Get the Right People on the Bus

“Get the right people on the bus – that has to happen before the ‘what’ decisions are taken. That can change if you have the right people, but the wrong people will certainly make the enterprise fail … If I were running a company today, I would have one priority above all others: to acquire as many of the best people as I could. I'd put off everything else to fill my bus. Because things are going to come back. My flywheel is going to start to turn. And the single biggest constraint on the success of my organization is the ability to get and to hang on to enough of the right people.”


Great celebrity status: A negative

“There is a direct relationship between the absence of celebrity and the presence of good-to-great results. Why? First, when you have a celebrity, the company turns into ‘the one genius with 1,000 helpers.’ It creates a sense that the whole thing is really about the CEO. At a deeper level, we found that for leaders to make something great, their ambition has to be for the greatness of the work and the company, rather than for themselves. That doesn't mean that they don't have an ego. It means that at each decision point – at each of the critical junctures when Choice A would favor their ego and Choice B would favor the company and the work – time and again the good-to-great leaders pick Choice B. Celebrity CEOs, at those same decision points, are more likely to favor self and ego over company and work…

Level Five Leaders – leaders who have both personal humility and professional will. These are not rock-star leaders whose companies go into decline when they move on. They are diligent and hard working – more bite than bark. Celebrity leaders often work for a time, but appear to be damaging in the long run, because they don’t create sustained results.”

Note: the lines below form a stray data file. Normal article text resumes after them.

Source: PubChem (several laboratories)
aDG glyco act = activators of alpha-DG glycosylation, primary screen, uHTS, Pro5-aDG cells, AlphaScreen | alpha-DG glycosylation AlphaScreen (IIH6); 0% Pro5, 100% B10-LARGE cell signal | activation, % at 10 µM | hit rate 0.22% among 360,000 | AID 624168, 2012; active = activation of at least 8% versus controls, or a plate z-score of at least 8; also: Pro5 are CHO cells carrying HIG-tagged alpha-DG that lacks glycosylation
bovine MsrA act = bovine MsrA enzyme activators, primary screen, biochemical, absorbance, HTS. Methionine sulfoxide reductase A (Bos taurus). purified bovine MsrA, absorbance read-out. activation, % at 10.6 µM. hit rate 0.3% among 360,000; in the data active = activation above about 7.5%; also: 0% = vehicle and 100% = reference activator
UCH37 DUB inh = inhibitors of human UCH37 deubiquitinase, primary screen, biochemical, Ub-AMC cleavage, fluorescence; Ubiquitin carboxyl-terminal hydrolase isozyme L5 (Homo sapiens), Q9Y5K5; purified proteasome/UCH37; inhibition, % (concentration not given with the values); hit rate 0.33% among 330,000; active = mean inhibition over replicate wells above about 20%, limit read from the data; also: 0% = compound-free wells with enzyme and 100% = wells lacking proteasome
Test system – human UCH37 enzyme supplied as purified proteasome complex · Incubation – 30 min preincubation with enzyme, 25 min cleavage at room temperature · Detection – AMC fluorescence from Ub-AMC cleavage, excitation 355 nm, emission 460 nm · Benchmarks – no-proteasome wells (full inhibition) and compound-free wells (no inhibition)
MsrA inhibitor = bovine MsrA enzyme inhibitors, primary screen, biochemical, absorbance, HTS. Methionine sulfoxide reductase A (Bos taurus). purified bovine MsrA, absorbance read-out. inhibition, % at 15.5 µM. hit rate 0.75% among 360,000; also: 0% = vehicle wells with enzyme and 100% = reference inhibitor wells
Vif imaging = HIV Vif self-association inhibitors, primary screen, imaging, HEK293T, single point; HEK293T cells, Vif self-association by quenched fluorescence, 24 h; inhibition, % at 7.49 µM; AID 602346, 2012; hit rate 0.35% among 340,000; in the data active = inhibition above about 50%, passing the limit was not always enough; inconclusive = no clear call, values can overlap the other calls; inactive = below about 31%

Great Humility

“The best CEOs in our research display tremendous ambition for their company combined with the stoic will to do whatever it takes, no matter how brutal (within the bounds of the company's core values), to make the company great. Yet at the same time they display a remarkable humility about themselves, ascribing much of their own success to luck, discipline and preparation rather than personal genius.”

Summary

Saving souls cannot be reduced to a business enterprise, to be sure. There are spiritual laws and dynamics that go beyond business protocol and conventional wisdom. The Saints give us numerous examples to this effect. In fact, I get a little nervous when I see white collar business men leading missions and apostolates because there is something to be said for those Catholics who are trained in monastic spirituality; that is, they who renounce wealth and even marriage for the kingdom. It is still true to say that to save the world, we have to be set apart from the world. Not always, but too often, businessmen bring too much of the world into their mission. As a result, they do little to save it.

Yet, the business world can teach a thing or two to leaders of missions and apostolates. When good and honest work is rewarded with success, Catholics can learn from this. What they will find is that the virtues and principles that inspired great companies have something in common with that which made for great missions.

Joe Tremblay writes for Sky View, a current event and topic-driven Catholic blog. He was a contributor to The Edmund Burke Institute, and a frequent guest on Relevant Radio’s, The Drew Mariani Show. Joe is also married with five children. The views and opinions expressed in his column are his own and not necessarily reflective of any organizations he works for.